The Bourbons of France are Capets. The Bourbon del Monte family is completely separate. They are not male line Capets. Nor are the Bourbon del Monte family male line relatives of the ancient Sires de Bourbon whose heiress married a Capetian prince. The Bourbon del Monte family is like the Cruoÿ-Chanel family, which claims to be descended from Hungary's royal House of Arpad, or the various modern Comnenus, Cantacuzenus and Palaeologos who claim to connect to the Byzantine Imperial Families: there is no real proof of such connections, aside from family legend.

6
Imperial Succession and the Throne / Re: Who is the rightful heir?
« on: September 09, 2008, 09:20:47 AM »
My turn to throw my 2 cents in! :)   There is no rightful heir....,period.

I tend to agree that "rightful heir" is a very poor term. By what right?

That's why I like the term dynast, which is connected more to the rights and privileges
associated with tradition or the former monarchy. As a term, it does not necessarily imply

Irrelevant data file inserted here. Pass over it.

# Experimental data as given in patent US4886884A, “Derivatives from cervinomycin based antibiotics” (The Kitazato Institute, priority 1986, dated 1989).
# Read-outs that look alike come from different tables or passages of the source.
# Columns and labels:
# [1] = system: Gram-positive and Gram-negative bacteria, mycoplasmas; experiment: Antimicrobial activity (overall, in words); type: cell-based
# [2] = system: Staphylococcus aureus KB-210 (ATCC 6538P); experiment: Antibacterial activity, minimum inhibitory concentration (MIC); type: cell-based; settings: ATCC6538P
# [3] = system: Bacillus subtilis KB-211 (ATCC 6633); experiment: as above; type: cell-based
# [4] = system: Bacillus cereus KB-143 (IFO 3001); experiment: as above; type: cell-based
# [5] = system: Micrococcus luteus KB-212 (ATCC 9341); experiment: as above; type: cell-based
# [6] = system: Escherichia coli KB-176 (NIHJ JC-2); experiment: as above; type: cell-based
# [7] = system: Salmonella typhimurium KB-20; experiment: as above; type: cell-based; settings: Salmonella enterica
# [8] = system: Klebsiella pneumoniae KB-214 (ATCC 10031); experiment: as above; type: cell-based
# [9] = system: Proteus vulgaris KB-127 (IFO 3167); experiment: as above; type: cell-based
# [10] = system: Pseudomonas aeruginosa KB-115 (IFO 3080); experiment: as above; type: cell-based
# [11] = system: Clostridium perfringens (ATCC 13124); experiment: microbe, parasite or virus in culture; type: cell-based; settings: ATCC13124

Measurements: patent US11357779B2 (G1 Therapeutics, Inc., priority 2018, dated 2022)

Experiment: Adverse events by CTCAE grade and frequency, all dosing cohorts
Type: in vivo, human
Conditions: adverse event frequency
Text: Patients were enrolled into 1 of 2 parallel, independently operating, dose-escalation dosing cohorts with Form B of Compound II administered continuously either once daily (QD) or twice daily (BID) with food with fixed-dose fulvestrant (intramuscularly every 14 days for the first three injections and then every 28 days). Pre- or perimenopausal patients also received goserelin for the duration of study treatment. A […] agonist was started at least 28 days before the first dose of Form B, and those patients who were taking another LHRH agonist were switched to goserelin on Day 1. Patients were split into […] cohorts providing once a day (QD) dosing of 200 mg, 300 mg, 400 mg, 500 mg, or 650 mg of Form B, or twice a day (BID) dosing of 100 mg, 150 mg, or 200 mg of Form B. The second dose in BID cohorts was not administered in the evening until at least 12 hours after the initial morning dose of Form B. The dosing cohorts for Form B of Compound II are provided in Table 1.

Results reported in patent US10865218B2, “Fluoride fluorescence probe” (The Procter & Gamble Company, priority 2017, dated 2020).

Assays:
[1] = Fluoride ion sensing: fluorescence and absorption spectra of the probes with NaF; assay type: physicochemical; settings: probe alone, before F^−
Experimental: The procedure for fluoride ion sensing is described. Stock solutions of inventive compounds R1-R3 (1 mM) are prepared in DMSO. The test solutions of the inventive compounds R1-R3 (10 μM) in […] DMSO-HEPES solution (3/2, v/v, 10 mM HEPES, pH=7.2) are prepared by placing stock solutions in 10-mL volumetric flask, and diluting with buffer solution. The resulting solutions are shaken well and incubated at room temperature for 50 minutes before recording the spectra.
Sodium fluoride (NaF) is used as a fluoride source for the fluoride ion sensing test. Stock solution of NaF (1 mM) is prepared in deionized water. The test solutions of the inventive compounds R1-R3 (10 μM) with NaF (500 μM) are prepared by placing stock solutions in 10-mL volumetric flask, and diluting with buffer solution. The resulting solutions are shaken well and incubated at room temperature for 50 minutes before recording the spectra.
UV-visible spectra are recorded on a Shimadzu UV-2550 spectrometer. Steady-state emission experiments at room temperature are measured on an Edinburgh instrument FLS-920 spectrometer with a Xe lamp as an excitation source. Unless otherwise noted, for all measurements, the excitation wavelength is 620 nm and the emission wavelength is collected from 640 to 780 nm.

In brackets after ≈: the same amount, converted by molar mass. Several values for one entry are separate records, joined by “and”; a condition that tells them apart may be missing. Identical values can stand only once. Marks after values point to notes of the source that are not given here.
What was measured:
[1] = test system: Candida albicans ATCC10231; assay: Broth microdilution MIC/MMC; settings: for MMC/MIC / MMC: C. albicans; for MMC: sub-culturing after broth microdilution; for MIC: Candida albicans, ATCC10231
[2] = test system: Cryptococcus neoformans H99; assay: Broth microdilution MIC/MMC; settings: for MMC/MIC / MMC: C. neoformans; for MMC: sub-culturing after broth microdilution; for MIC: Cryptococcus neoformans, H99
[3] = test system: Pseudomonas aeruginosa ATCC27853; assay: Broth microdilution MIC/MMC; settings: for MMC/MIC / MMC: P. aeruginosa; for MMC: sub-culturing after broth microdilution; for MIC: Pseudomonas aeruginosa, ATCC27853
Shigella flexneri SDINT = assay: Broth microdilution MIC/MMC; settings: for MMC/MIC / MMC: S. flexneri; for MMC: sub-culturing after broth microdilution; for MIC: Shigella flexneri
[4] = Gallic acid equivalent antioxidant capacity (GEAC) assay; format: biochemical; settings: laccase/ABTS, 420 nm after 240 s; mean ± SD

rights that any country or government is bound to today.

7
Imperial Succession and the Throne / Re: Who is the rightful heir?
« on: September 09, 2008, 06:38:52 AM »
A dynast to what, Lisa?

One is not a dynast "to" anything. A dynast is a member of of current or formerly reigning family
who, by the traditions of the dynasty, would not be barred from succession should their turn come
either through moving up in the royal succession or through restoration of the former monarchy.

8
News Links / Re: Georgia declares war on Russia
« on: September 02, 2008, 07:00:10 AM »
I do think the USA should have stayed out of it as they are not in a position to have a go at anyone about invading a country. :D 

Absolutely agree. The US lost its moral high ground when it invaded Iraq based on a deliberate exaggeration of the situation there. Russia's occupation and "punishment" of Georgia is no different. I was as disgusted by the Iraq invasion as I am by Russia's actions. Neither great power truly respects the idea of sovereignty and territorial integrity. Nevertheless, it is still very important for people of all nationalities to speak out when an outrage is committed in the world.

9
News Links / Re: Georgia declares war on Russia
« on: September 01, 2008, 06:45:35 AM »
"Two thousand dead S.O, thirty thousand displaced persons, when is enough enough" Russian Ambassador to U.N. I think that StephenL has forgoten that it was the Georgians who attacked S/O first, on the day of the Olympic Opening Ceremony, when no